Roberto Martinez’s Everton side have been impressive this season, leaving many critics quite speechless about how the Spanish manager has been able to walk into the blue side of Merseyside and get such results. The same can be said about Arsene Wenger’s Arsenal, with many TV pundits, newspapers and rival fans writing off Arsenal before the season had even started claiming that “Arsenal just aren’t ready yet”, but Wenger has managed to pull another rabbit out of his magic hat, finding his team in first position, 5 points clear. This game was set up perfect for the neutral fan who would of enjoyed a weekend of unexpected results as Manchester United, Chelsea and Manchester City all dropped points.
Martinez’s impressive Everton side travelled to North London on Sunday to take on the Barclays Premier League leaders Arsenal, hoping to put a dent in Arsenal’s unexpected start to the season. The game saw Everton take control of what looked like a very surprised and laid back Arsenal side. Everton finished the game with the majority of possession, 55.9%, and also out passed Arsenal in there own back yard making 434 completed passes to Arsenal’s 317.
Mikel Arteta and Gareth Barry are both players that play in a deep role in the midfield for their sides, playing just in front of the defence but behind the hub of the midfield acting as another defender if you like. This position creates the opportunity to have a man over at the back making more space and allowing for the ball to move forward. Both players recorded a defensive zone pass completion of 84%, and this shows that Barry and Arteta both spend a lot of time in the defensive half.
Arteta and Barry are players more known for the technical aspects of their game and their experience rather than pace or goal scoring records; like the ability to read the game or make a 40-yard pass to switch the attack. These two are your typical “Run of the mill” players, not only can they put a shift in defence they also have the stamina to go from box to box, back and forth, for 90 minutes. During the game Arteta made 10 final 3rd passes completing 9 (90%) whereas Barry made 18 but was only accurate on 11 occasions (61%). Arteta’s overall open play pass completion was 88% and the majority of these passes were attacking with 37% moving forward towards the Everton goal.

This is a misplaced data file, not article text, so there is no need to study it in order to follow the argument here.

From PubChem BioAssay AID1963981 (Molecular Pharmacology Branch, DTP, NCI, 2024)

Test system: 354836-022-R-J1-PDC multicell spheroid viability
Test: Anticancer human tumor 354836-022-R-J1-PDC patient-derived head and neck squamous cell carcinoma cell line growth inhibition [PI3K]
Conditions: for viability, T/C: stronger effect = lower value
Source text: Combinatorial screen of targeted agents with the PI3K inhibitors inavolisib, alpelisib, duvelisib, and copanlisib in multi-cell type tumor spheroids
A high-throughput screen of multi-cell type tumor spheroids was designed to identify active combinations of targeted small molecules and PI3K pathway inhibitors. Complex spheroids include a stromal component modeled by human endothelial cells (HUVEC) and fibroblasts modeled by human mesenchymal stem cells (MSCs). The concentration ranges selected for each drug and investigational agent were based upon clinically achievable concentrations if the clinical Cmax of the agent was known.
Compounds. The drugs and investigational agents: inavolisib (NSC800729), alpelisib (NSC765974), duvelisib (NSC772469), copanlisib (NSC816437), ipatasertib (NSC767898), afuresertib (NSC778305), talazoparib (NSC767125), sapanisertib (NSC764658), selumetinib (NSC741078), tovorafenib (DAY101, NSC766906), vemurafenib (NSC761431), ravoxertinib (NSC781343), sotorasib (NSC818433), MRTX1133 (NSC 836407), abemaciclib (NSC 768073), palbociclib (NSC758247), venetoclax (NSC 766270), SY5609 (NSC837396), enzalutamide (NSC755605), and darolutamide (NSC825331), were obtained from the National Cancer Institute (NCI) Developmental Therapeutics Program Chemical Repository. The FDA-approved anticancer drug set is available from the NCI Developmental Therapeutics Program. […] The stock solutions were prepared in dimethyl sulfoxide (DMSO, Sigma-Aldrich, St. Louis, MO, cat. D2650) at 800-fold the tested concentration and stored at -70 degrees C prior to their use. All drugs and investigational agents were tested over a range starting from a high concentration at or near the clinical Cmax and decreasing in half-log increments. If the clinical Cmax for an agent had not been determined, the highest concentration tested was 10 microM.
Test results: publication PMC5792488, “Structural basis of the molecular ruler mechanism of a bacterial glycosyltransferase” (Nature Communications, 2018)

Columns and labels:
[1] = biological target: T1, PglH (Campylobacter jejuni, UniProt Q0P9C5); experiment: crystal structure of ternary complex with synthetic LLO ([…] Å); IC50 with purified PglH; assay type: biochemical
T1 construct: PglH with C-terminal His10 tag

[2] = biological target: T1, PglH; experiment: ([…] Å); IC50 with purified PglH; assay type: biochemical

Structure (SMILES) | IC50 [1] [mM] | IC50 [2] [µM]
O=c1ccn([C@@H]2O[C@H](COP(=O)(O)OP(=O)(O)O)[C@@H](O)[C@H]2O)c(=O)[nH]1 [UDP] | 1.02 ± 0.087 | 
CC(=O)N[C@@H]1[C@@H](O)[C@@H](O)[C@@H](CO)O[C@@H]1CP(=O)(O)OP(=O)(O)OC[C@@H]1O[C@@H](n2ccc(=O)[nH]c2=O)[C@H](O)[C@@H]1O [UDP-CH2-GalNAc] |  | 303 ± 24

As for Gareth Barry, he made 70 passes and was successful on 56 occasions, leaving him with a overall pass rate of 80%; this is slightly less consistent than Arteta’s but Barry was much more attacking with almost half of his passes moving forward (47%). With Barry seeing more of the ball, making more passes and being more direct then Arteta, the chances are he will lose the ball more as well. Barry lost possession for the Toffees 16 times, in a game where only the smallest of mistakes could have had devastating effects.
This was a key battle in the middle of the park and Arteta and Barry are usually the unsung heroes of the side. Arsenal and Everton are different sides without these players as both of them have their defined roles in the side.
The game finished 1-1 with both goal scorers newbies to the Premier League. Arsenal’s main man Ozil took the lead for the Gunners in the 79th minute with a close range finish after the ball was unselfishly headed back across goal from a lovely cross onto the far post from Rosicky. Everton equalised just 4 minutes later, when the loan star from Barcelona, Deulofeu, picked the ball up inside the Arsenal box and with his quick feet just did one step-over, wrong footing Laurent Koscielny, seeing the gap and just crashing the ball into the Arsenal net, leaving Poland’s number 1 goal keeper Wojciench Szczesny powerless from preventing the draw.